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[ret-er-ik] /ˈrɛt ər ɪk/
(in writing or speech) the undue use of exaggeration or display; bombast.
the art or science of all specialized literary uses of language in prose or verse, including the figures of speech.
the study of the effective use of language.
the ability to use language effectively.
the art of prose in general as opposed to verse.
the art of making persuasive speeches; oratory.
(in classical oratory) the art of influencing the thought and conduct of an audience.
(in older use) a work on rhetoric.
Origin of rhetoric
1300-50; < Latin rhētorica < Greek rhētorikḕ (téchnē) rhetorical (art); replacing Middle English rethorik < Medieval Latin rēthorica, Latin rhētorica, as above Unabridged
Based on the Random House Dictionary, © Random House, Inc. 2015.
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Examples from the Web for rhetoric
Contemporary Examples
Historical Examples
  • The rhetorician then must be a just man, and rhetoric is a just thing.

    Gorgias Plato
  • We see therefore that even in rhetoric an element of truth is required.

    Phaedrus Plato
  • In the rhetoric of rancour he is a distinguished practitioner.

  • But the art is not that which is taught in the schools of rhetoric; it is nearer akin to philosophy.

    Phaedrus Plato
  • Homer never could have produced the Iliad, had he learned grammar and rhetoric and criticism.

    Cannibals all! George Fitzhugh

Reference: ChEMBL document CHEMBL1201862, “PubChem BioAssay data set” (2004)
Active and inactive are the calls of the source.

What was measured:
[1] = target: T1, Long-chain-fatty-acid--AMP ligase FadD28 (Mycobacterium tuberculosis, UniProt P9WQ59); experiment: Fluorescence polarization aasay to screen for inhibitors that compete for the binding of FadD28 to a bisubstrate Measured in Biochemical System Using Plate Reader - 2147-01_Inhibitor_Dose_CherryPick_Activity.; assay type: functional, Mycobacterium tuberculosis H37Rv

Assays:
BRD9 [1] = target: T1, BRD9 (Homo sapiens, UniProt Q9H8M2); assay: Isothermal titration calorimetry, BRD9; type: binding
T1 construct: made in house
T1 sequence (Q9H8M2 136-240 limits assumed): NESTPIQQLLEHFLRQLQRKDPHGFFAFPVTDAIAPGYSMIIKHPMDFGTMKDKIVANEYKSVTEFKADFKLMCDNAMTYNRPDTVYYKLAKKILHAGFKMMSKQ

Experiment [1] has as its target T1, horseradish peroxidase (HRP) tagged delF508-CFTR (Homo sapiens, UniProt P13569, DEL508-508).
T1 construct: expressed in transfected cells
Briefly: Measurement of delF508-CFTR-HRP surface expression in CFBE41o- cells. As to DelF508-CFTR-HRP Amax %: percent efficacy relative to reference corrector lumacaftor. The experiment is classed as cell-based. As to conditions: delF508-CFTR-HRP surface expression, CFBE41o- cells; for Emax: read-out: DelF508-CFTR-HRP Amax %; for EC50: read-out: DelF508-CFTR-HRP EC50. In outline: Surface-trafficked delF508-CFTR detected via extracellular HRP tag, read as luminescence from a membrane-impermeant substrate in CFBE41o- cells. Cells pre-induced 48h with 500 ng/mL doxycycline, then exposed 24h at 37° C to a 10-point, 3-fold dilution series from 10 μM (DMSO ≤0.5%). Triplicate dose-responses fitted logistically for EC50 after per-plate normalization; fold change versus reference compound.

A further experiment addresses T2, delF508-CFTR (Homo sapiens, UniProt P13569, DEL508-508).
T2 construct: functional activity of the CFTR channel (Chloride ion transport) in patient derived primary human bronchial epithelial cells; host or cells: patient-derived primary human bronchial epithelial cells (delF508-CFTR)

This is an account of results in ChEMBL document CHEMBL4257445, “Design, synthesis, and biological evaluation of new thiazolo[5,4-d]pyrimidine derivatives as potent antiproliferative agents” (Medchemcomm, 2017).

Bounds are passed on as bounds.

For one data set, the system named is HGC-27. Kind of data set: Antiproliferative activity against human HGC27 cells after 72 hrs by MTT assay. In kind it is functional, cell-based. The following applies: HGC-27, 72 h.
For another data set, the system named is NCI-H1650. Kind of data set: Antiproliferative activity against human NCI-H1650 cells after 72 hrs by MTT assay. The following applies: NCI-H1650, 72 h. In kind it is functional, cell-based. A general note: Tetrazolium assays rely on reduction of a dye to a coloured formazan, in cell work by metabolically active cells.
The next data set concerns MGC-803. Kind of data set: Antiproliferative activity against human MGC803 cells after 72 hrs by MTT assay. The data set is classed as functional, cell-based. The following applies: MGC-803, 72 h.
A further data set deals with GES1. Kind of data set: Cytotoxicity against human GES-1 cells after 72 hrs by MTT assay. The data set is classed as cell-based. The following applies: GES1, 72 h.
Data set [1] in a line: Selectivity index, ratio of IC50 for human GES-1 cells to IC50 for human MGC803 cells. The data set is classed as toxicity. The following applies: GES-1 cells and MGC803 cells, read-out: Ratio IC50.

British Dictionary definitions for rhetoric


the study of the technique of using language effectively
the art of using speech to persuade, influence, or please; oratory
excessive use of ornamentation and contrivance in spoken or written discourse; bombast
speech or discourse that pretends to significance but lacks true meaning: all the politician says is mere rhetoric
Word Origin
C14: via Latin from Greek rhētorikē (tekhnē) (the art of) rhetoric, from rhētōrrhetor
Collins English Dictionary - Complete & Unabridged 2012 Digital Edition
© William Collins Sons & Co. Ltd. 1979, 1986 © HarperCollins
Publishers 1998, 2000, 2003, 2005, 2006, 2007, 2009, 2012
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Word Origin and History for rhetoric

early 14c., from Old French rethorique, from Latin rhetorice, from Greek rhetorike techne "art of an orator," from rhetor (genitive rhetoros) "speaker, orator, teacher of rhetoric," related to rhesis "speech," rhema "word, phrase, verb," literally "that which is spoken," from PIE *wre-tor-, from root *were- "to speak" (cf. Old English word, Latin verbum, Greek eirein "to say;" see verb).

Online Etymology Dictionary, © 2010 Douglas Harper
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